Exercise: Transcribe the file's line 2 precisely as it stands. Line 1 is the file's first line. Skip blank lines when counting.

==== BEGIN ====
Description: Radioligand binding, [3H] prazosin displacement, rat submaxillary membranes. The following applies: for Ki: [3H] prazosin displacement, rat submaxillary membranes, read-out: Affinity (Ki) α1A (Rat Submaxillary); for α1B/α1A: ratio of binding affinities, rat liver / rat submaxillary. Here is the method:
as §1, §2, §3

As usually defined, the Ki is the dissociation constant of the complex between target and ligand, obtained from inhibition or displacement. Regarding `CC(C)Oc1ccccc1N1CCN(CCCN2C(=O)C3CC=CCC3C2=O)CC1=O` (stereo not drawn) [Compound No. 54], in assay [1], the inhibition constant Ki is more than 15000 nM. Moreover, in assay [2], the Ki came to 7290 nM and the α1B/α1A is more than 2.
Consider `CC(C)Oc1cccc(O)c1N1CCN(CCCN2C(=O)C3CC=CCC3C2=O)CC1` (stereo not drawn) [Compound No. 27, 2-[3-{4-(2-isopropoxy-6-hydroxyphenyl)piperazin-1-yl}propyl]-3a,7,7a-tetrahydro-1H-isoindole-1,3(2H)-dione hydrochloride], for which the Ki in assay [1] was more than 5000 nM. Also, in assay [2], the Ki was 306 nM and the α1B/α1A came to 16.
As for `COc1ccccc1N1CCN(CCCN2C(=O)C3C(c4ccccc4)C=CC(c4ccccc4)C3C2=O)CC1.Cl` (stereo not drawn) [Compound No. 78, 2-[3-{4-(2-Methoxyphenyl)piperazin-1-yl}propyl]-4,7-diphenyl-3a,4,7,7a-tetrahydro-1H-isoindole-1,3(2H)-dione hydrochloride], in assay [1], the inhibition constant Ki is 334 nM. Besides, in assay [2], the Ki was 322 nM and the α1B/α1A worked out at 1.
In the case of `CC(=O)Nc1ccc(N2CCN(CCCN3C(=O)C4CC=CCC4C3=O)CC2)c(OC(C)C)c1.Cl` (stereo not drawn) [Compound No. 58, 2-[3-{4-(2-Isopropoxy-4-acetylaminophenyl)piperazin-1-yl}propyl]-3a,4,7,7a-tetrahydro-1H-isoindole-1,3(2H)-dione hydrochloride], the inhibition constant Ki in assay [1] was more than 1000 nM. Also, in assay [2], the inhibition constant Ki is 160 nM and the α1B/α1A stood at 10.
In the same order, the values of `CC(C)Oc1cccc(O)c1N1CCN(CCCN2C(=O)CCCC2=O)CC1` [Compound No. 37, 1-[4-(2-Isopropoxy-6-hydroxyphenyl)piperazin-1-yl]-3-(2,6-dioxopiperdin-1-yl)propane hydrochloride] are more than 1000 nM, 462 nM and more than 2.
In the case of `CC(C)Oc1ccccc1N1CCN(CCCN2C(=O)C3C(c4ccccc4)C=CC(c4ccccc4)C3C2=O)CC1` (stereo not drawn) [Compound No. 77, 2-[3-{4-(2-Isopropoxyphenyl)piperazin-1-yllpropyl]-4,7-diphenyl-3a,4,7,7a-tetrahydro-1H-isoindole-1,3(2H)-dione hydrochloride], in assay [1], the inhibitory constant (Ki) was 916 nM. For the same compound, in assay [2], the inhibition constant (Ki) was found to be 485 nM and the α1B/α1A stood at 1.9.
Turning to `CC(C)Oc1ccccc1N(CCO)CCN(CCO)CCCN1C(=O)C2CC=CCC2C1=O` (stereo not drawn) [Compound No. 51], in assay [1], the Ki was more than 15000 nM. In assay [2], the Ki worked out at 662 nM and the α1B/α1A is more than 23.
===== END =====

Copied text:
as §1, §2, §3